Another thing polluting New York City is the pervasive smell of marijuana. It seems people smoke it everywhere. It is no longer illegal to possess or to smoke marijuana. But the streets reek of it. I hope public smoking of marijuana can one day be banned.
We want to visit the 911 Memorial museum, which offers free admission after 4 pm on Tuesdays. But it is not yet 4 pm. We find another museum, actually operated by the National Parks, which is also free and open – Federal Hall, at 26 Wall Street. It claims to be the birthplace of American democacy.
Patrick and I enter the museum, which is now located on the ground where George Washington first took the oath of office. New York City was once the Capitol of the United States! There is an interesting exhibit about the life of Alexander Hamilton. There seems to be a furor about a musical playing right now in New York based on the life of Alexander Hamilton. In the exhibit I learn that he was a visionary, one of the first to envision a federal, centralist nation, and also to plan a stable monetary and banking system. I wish I could go to the musical, but tickets are never available for this one. Johanna and I hope to see a musical tomorrow.
We all meet at the World Trade Center visitor center and receive our tickets. There is still an hour before we can enter the museum. Johanna and I walk around the concourse of the new World Trade Center, while Timo and Patrick explore outdoors. It is a beautiful, somehow comforting, yet inspiring structure. It feels like being in the hull of a light-filled ship, or in the womb of a loving giant mama.
The only problem I see with the concourse is that the shops are only upscale, exclusive ones. You can’t just make a quick jaunt to the pharmacy here after work and pick up something, as far as I could tell. I see no inexpensive fast food joints where you can eat a quick lunch. But then I haven’t had time to explore everything. Being inside the new World Trade Center is an eery feeling, especially because I worked in the old one for a few weeks many years ago, picking up a few extra dollars so I could return to Germany, where I met Peter. Now I wanted to return and marry him. I have often wondered if any of the people I worked with at that time were still working there when it was hit. I used to go window shopping or do actual shopping during my lunch breaks.
The mueum is now ready for the non-paying guests. https://en.wikipedia.org/wiki/National_September_11_Memorial_%26_Museum Johanna will not be joining us for this tour. Her memories of that day are too vivid and she is afraid of what she will see and feel.
The rest of us are taken down, down, further down on long escalators, into the bowels of the old structures. We see the concrete walls that held back the Hudson River, and metal girders. We see two rusty broken-off supports in the shape of a cross. I had read about that. We see the names of all the victims, gaze at them a while. There are audio-visual stories about some of the victims, bringing that day sickeningly back to life. We hear the voice of one of the victims, on the phone with his mother, telling her everything is all right. We quickly finish the tour of part one, and think we have seen nearly everything. A guard tells us there is much, much more to see in part two. Each exhibit is in one of the twin towers. We find the other tower and enter a maze of exhibit rooms with films and sounds of sirens. We see a fire truck and read about some of the fire fighters who gave their life here. We see dusty high heel shoes someone left behind to run away as quickly as possible. It is impossible to see everything in one hour. But in that somber hour, we are all brought back to that day in September, 2001 that changed lives everywhere. On that day, when I watched the towers fall on TV, I said to myself, “September 11 will be a day everyone will remember now.” And so it is.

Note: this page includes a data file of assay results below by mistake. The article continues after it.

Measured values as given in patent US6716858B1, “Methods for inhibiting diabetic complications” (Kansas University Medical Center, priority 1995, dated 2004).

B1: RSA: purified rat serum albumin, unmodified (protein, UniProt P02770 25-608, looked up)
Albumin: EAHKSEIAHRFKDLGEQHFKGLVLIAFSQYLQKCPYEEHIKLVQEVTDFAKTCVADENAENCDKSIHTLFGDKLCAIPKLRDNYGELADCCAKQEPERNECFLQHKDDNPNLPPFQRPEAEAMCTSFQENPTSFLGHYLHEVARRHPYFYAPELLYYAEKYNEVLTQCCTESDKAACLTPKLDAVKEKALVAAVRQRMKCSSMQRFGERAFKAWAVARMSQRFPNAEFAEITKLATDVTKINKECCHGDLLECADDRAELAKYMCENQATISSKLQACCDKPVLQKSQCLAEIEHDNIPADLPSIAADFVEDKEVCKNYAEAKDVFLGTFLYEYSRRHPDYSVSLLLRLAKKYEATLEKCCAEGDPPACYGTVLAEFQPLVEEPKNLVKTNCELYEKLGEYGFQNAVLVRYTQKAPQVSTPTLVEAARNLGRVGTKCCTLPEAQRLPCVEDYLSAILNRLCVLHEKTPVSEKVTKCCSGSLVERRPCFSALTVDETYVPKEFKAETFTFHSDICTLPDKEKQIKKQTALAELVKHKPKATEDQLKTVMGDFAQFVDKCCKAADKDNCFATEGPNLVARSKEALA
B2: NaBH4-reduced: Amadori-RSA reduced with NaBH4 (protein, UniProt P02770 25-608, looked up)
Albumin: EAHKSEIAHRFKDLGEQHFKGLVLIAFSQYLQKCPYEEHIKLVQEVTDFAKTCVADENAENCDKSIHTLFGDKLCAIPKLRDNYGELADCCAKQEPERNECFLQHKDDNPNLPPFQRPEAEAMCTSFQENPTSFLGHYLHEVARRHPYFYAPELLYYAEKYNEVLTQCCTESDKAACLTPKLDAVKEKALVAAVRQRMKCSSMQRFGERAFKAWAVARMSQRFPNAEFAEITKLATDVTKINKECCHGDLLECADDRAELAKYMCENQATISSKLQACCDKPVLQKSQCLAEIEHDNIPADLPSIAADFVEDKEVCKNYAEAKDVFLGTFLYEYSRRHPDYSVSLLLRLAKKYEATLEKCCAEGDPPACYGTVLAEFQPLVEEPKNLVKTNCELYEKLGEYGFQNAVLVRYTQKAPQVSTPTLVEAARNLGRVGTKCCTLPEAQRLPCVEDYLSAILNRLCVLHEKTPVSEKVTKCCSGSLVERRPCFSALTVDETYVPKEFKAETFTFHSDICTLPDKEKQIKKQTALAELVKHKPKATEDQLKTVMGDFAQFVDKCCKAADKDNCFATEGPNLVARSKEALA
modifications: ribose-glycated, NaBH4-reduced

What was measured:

Each of us is on our own for this tour, reliving our own memories of that day. Sometimes we run into each other and compare impressions, then separate again. Except for the sounds of recorded sirens, conversations with the airport towers and films, the exhibit rooms are silent. Visiting this museum is a holy, private act.
We rejoin at our agreed time. We share memories of that day. We watch the water at the pool outdoors, and let the water wash over our souls, like a purification. We need some time to transition into mundaneness of everyday life.
Reflecting pool on the site of the old World Trade Center.
But we are hungry. We have decided to eat Chinese tonight in honor of the Chinese New Year in the area of New York where most of the Chinese immigrants live nowadays, in Flushing, Queens. We ride the subway for a long time, reminiscing about the experience in the museum, about our day. We eat a meal that is too authentically Chinese for our Western tastes, but we find something on the menu that we can eat. We are surrounded by dozens of Chinese families.
Finally, at around ten pm, exhausted from another long day, we ride the subway back “home”.